TIP: For those trying to save cash; seek out the non-touristy streets or head to small villages. Another idea – buy unique, packable Japanese food at the local supermarket.
Know what you want to see/do
The more you know what you want to see and do, the more satisfying your Japanese experience will be. Do not let the language barrier hinder your visit. Research what Japan has to offer. What activities to you want to participate in? Do you want to witness a sumo match? Or check out the Sapporo Snow Festival? Do you want an adventure to an onsen? Or attempt to tame the deer of Nara? Shuffle through the islands of Okinawa? Figure out what you DO NOT want to miss and ask other travelers, TIC and hotel/hostel staffers for details.
Japan is a tech-savvy country and if scheduling sans language is proving too difficult try asking Google or any other search engine. With all the travel websites, magazines and blogs, information can be found right at your fingertips with the hotel computer. Whether you are looking for a ferry schedule or proper tea-house etiquette, chances are SOMEONE has written about it. Do be sure to consult more than one source.
TIP: Head to a ‘manga kissa’ for all your tech needs. These cyberspace havens are located throughout Japan. They serve as Internet cafes but if you are in a pinch for cheap accommodation just stay in a cubicle there. You can research your plans, drink coffee, watch movies or just catch up on your sleep. Some of them even have showers!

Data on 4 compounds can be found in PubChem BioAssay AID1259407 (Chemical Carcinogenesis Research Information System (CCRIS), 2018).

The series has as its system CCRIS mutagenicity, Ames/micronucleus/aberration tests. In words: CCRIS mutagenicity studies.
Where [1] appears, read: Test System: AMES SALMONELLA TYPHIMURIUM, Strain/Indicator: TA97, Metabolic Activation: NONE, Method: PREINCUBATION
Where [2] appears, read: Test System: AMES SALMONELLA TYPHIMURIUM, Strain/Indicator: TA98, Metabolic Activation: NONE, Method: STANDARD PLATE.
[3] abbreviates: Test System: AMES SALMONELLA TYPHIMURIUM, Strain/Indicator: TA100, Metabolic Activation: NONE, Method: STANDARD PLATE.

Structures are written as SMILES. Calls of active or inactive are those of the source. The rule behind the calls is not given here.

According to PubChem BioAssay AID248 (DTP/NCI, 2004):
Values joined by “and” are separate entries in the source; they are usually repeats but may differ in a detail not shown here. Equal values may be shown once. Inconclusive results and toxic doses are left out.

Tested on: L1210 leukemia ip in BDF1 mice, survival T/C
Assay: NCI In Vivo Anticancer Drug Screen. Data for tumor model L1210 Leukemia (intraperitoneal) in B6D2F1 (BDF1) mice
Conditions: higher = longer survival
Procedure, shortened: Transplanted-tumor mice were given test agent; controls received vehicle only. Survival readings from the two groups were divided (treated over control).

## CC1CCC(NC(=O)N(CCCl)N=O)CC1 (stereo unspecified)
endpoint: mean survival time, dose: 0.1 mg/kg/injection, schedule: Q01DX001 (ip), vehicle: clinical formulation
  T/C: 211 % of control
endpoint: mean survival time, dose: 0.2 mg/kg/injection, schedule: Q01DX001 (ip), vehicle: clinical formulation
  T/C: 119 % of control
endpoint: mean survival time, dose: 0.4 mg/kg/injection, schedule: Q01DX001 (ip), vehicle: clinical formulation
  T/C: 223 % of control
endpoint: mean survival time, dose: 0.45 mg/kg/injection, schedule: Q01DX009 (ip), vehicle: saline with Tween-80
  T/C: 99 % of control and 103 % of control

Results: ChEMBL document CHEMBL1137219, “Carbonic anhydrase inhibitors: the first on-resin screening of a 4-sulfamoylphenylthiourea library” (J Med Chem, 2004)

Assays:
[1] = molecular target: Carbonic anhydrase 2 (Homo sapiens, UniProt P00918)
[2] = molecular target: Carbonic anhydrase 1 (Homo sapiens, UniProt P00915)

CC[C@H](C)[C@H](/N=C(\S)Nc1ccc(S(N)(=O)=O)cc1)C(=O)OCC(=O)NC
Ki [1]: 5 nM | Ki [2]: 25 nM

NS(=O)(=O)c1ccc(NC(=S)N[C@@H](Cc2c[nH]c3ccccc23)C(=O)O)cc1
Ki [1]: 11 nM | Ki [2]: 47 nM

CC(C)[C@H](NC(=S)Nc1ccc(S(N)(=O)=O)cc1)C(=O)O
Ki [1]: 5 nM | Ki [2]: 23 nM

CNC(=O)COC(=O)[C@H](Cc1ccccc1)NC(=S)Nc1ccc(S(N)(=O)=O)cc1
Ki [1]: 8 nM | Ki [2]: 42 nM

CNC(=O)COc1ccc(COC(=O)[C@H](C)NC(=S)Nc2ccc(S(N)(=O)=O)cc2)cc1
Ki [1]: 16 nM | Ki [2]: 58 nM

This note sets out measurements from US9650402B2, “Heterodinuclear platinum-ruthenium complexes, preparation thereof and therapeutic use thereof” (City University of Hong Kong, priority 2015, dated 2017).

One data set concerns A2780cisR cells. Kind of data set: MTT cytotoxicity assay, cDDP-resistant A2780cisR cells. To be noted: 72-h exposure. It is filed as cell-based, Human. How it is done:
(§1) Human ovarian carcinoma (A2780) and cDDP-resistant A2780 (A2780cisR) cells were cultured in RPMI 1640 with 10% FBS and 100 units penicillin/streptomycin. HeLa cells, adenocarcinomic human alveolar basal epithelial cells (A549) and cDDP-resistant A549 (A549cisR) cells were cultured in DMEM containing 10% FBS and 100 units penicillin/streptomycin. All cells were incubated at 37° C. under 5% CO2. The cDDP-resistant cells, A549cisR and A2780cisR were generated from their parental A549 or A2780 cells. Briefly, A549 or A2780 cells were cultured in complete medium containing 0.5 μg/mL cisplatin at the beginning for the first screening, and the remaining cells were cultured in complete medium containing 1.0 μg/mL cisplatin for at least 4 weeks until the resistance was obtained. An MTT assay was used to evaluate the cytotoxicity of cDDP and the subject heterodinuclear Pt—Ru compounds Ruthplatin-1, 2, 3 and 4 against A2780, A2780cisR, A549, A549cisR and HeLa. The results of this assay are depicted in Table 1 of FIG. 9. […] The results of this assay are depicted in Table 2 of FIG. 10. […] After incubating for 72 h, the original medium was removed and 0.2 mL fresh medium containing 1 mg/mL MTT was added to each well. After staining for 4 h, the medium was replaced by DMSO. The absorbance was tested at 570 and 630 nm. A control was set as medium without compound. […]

Take a deep breath
I got lost in the Shibuya Subway Station at 5:00 PM-traffic hour. I kept following the yellow overhead signs to dead ends. Everyone was in a hurry and I couldn’t find an information desk or a relaxed, helpful face. After a frustrating 20 minutes I forced myself to stop and breathe by a bagel shop. Standing against the wall, the attendant took notice and asked if I needed help. I told her I was looking for the west exit, she smiled and demonstrated the way. It might sound simple but sometimes the answer comes when you stop searching.
Practice your bow and learn key Japanese phrases. A smile and domo arigato can go a long way.
Additional photo credit: Akihabara by jeroan020 on Flickr